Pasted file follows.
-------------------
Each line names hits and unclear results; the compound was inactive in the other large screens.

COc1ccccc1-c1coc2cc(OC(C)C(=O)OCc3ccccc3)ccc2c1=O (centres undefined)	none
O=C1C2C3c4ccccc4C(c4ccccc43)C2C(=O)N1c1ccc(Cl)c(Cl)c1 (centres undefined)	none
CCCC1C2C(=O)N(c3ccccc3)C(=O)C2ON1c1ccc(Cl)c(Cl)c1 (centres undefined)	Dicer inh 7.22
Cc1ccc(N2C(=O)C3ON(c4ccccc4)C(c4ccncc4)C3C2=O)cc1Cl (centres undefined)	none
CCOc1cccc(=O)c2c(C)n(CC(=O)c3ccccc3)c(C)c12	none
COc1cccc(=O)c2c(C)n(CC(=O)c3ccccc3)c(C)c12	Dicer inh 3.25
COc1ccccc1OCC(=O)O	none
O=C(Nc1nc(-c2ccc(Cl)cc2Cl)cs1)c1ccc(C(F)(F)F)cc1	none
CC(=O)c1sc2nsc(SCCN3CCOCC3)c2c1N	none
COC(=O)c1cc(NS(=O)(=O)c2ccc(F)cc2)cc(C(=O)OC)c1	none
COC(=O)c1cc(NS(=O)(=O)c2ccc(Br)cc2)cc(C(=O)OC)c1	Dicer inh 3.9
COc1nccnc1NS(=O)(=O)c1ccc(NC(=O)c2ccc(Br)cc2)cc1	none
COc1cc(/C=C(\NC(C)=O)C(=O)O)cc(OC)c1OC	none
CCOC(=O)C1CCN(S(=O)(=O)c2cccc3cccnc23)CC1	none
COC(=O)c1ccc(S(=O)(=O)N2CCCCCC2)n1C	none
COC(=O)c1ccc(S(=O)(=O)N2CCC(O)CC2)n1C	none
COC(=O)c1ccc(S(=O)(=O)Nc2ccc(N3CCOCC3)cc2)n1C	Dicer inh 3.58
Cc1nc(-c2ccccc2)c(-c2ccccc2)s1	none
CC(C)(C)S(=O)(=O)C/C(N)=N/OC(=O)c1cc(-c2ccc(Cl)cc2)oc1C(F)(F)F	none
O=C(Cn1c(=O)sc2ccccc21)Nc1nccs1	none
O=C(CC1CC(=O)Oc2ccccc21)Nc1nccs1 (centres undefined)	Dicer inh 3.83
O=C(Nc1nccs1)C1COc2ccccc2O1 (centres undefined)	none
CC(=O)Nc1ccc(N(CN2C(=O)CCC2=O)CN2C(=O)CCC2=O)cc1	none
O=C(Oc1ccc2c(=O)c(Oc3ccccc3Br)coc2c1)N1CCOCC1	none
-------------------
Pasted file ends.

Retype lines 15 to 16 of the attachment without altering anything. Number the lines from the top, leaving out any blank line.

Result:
CCOC(=O)C1CCN(S(=O)(=O)c2cccc3cccnc23)CC1	none
COC(=O)c1ccc(S(=O)(=O)N2CCCCCC2)n1C	none